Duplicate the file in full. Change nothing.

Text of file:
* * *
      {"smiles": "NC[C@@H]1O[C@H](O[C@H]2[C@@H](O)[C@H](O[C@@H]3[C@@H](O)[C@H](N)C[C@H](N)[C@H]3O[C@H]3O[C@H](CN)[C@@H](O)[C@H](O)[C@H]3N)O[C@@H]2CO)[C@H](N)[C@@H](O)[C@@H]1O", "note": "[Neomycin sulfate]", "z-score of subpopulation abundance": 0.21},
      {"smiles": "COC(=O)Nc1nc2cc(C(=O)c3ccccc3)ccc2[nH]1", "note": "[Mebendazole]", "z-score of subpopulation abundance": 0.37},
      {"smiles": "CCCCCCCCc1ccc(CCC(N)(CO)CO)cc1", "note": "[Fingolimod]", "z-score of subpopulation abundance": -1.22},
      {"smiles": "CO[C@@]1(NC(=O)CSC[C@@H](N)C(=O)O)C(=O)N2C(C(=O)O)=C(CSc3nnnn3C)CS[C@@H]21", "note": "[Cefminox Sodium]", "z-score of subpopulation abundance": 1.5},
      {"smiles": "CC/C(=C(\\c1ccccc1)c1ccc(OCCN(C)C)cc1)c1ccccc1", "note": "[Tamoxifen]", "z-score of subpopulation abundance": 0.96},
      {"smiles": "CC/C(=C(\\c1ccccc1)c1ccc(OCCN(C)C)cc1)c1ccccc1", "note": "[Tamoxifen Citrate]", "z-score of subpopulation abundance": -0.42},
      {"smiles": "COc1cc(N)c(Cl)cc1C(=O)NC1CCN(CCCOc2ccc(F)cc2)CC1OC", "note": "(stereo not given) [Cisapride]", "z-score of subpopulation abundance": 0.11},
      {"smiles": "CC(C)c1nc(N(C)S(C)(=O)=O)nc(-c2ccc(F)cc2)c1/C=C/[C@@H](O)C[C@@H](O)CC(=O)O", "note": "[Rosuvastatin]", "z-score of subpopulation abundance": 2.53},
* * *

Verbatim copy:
      {"smiles": "NC[C@@H]1O[C@H](O[C@H]2[C@@H](O)[C@H](O[C@@H]3[C@@H](O)[C@H](N)C[C@H](N)[C@H]3O[C@H]3O[C@H](CN)[C@@H](O)[C@H](O)[C@H]3N)O[C@@H]2CO)[C@H](N)[C@@H](O)[C@@H]1O", "note": "[Neomycin sulfate]", "z-score of subpopulation abundance": 0.21},
      {"smiles": "COC(=O)Nc1nc2cc(C(=O)c3ccccc3)ccc2[nH]1", "note": "[Mebendazole]", "z-score of subpopulation abundance": 0.37},
      {"smiles": "CCCCCCCCc1ccc(CCC(N)(CO)CO)cc1", "note": "[Fingolimod]", "z-score of subpopulation abundance": -1.22},
      {"smiles": "CO[C@@]1(NC(=O)CSC[C@@H](N)C(=O)O)C(=O)N2C(C(=O)O)=C(CSc3nnnn3C)CS[C@@H]21", "note": "[Cefminox Sodium]", "z-score of subpopulation abundance": 1.5},
      {"smiles": "CC/C(=C(\\c1ccccc1)c1ccc(OCCN(C)C)cc1)c1ccccc1", "note": "[Tamoxifen]", "z-score of subpopulation abundance": 0.96},
      {"smiles": "CC/C(=C(\\c1ccccc1)c1ccc(OCCN(C)C)cc1)c1ccccc1", "note": "[Tamoxifen Citrate]", "z-score of subpopulation abundance": -0.42},
      {"smiles": "COc1cc(N)c(Cl)cc1C(=O)NC1CCN(CCCOc2ccc(F)cc2)CC1OC", "note": "(stereo not given) [Cisapride]", "z-score of subpopulation abundance": 0.11},
      {"smiles": "CC(C)c1nc(N(C)S(C)(=O)=O)nc(-c2ccc(F)cc2)c1/C=C/[C@@H](O)C[C@@H](O)CC(=O)O", "note": "[Rosuvastatin]", "z-score of subpopulation abundance": 2.53},